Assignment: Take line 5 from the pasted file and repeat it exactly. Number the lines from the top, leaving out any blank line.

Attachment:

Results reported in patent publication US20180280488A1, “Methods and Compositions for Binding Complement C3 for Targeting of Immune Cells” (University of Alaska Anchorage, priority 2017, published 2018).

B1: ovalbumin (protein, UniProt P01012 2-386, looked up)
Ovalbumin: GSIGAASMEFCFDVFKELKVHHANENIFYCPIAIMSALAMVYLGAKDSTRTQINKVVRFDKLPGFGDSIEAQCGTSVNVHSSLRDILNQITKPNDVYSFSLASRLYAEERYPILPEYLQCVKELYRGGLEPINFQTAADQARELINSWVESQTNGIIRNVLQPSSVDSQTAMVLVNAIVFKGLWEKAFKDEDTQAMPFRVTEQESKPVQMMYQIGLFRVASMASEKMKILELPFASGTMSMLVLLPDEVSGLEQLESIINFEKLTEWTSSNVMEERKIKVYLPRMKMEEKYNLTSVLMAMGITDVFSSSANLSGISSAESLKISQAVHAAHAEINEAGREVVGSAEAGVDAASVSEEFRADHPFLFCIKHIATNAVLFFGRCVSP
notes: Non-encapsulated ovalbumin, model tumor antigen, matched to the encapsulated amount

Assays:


Assays: